Choose Your Weapon: Hoofed Mammal Edition

New research may explain why some cloven-hoofed animals have tusks instead of horns or antlers.

Indian muntjac deer have both fangs and short antlers. 

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Nala Rogers, Staff Writer

(Inside Science) -- When do you need a broadsword, and when would you be better off with a dagger? That's the question that faced artiodactyls, the group of mammals that includes deer, antelope, goats, giraffes, pigs, buffalo and cows, during their evolution.

Many male artiodactyls fight over females using weaponized body parts such as horns and antlers. But pigs and several groups of deerlike animals have tusks instead, and a few species have both. Water deer have tusks so pronounced they are nicknamed "vampire deer."

To understand this variation, researchers compared the habitats and behavior of 63 species, including members of every living artiodactyl group except hippos and whales. They also measured the canine teeth of each species using skeletal specimens in museums.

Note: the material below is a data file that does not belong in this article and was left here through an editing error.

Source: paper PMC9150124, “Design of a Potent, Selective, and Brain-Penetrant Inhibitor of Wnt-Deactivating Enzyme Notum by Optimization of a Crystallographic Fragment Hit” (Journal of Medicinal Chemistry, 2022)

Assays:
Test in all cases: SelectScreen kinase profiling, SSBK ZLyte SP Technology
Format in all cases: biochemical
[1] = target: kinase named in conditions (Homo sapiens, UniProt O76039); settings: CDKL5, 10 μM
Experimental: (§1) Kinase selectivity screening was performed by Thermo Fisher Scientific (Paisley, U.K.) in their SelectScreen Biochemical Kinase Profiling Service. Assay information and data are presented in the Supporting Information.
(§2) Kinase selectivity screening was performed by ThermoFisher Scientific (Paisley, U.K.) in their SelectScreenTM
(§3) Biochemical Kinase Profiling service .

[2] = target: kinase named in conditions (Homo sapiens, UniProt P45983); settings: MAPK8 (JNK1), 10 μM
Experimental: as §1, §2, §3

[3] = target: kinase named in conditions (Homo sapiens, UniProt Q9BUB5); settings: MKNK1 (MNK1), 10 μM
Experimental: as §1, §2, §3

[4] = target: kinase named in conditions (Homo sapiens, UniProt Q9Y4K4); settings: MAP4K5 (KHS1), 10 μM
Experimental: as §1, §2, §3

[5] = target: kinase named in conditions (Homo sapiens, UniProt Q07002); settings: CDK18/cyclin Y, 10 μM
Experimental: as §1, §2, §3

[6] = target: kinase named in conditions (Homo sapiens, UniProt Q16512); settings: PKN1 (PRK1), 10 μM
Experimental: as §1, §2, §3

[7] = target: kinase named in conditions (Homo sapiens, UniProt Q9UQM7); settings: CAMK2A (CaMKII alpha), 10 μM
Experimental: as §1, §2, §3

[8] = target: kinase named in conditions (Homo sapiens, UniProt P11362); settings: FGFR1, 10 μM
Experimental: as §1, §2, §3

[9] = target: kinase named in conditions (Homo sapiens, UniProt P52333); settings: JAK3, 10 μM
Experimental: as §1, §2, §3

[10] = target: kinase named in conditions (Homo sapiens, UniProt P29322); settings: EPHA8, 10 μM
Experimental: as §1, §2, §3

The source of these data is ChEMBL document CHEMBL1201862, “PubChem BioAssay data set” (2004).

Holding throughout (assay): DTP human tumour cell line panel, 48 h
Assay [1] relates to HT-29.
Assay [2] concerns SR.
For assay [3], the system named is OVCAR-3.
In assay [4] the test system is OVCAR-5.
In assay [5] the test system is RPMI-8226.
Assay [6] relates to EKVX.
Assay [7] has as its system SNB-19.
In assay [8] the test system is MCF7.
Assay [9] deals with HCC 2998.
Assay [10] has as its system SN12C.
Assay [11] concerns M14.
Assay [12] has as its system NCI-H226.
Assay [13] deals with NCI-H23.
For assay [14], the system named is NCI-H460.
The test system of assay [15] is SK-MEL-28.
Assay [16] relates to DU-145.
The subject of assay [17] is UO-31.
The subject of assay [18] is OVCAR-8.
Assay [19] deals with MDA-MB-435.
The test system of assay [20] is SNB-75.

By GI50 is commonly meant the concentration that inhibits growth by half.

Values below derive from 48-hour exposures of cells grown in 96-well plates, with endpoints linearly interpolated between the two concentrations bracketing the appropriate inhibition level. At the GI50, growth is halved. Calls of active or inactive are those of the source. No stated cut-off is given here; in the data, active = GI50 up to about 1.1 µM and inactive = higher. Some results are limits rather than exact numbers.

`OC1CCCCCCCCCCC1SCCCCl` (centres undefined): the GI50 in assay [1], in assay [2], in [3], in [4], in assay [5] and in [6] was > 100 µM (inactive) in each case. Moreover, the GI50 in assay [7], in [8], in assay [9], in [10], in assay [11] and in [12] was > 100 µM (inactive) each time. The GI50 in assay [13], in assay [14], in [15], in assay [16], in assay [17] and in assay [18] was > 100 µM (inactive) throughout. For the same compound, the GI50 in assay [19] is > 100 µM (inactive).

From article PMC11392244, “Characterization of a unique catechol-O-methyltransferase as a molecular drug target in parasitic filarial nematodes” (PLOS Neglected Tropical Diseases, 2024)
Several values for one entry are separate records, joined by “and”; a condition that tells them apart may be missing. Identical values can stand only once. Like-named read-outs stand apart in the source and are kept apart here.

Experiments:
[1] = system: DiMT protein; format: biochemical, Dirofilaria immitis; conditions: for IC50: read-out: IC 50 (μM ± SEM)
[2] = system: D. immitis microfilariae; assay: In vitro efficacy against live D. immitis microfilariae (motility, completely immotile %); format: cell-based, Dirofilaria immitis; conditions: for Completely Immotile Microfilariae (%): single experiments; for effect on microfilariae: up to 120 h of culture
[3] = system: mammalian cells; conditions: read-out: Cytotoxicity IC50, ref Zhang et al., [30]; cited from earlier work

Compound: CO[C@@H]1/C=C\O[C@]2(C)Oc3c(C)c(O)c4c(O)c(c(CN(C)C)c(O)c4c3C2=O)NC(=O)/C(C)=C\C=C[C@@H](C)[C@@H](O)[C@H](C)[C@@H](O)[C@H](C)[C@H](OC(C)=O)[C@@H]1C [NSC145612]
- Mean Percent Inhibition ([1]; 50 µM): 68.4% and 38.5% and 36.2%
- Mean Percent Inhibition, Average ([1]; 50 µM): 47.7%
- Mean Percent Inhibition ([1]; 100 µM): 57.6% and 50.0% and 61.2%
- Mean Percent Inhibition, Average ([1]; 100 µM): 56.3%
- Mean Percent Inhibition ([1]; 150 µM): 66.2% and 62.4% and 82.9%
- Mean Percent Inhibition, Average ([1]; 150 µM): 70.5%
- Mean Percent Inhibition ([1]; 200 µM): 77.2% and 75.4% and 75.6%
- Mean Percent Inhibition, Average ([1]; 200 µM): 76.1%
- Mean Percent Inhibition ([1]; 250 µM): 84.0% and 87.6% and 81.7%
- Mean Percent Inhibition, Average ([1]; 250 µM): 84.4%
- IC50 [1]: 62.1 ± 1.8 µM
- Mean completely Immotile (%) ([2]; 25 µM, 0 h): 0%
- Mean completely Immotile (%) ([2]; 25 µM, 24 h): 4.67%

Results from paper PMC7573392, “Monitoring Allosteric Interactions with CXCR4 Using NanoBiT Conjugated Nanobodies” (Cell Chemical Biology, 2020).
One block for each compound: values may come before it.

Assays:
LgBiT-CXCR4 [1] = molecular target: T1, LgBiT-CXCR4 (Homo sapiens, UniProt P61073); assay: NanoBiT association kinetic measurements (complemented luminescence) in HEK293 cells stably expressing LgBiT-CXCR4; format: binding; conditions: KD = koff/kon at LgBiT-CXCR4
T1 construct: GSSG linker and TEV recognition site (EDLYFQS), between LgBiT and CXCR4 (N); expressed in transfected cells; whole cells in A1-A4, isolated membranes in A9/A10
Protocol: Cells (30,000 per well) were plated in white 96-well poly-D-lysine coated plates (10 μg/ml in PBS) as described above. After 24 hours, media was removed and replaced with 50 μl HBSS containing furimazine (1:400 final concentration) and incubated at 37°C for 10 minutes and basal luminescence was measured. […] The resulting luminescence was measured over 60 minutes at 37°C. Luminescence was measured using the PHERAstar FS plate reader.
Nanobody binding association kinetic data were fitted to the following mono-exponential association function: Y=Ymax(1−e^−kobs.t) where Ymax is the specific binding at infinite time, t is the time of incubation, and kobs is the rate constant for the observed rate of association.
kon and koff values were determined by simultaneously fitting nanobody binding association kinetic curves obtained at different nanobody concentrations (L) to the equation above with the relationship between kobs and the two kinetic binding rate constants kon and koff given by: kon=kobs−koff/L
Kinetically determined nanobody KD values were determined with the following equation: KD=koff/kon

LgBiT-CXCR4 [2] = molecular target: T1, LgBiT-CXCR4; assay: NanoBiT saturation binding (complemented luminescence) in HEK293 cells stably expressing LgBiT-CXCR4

The species in which males' canines were enlarged into tusks were much more likely to be small-bodied and to live solitary lifestyles. And while no direct statistical relationship was found between tusks and habitat, the small, solitary species were more likely to live in dense foliage. For example, the rabbit-sized Java mouse deer has tusks more than half an inch long, and it lives in undergrowth so dense that it makes tunnels as it moves from place to place.

This makes sense, say the researchers, because daggerlike tusks are likely to be the most effective weapons in thick underbrush. In open habitats, there is more room to swing more elaborate horns and antlers without getting tangled. Moreover, the mere sight of these weapons is often enough to intimidate another male into backing down.

Such signals would be less useful in dense brush. "There's no point in signaling, 'Hey, I'm big and strong,' because you're already up close with this opponent. So, it makes more sense to prepare for a direct fight and have a slicing, stabbing-type weapon that can inflict more damage," said Ted Stankowich, an evolutionary biologist at California State University, Long Beach, who conducted the study with then undergraduate student Doreen Cabrera. They published the findings Nov. 9 in the Journal of Mammalian Evolution.

Author Bio & Story Archive

Nala Rogers is a staff writer and editor at Inside Science, where she covers the Earth and Creature beats. She has a bachelor’s degree in biology from the University of Utah and a graduate certificate in science communication from U.C. Santa Cruz. Before joining Inside Science, she wrote for diverse outlets including Science, Nature, the San Jose Mercury News, and Scientific American. In her spare time she likes to explore wilderness.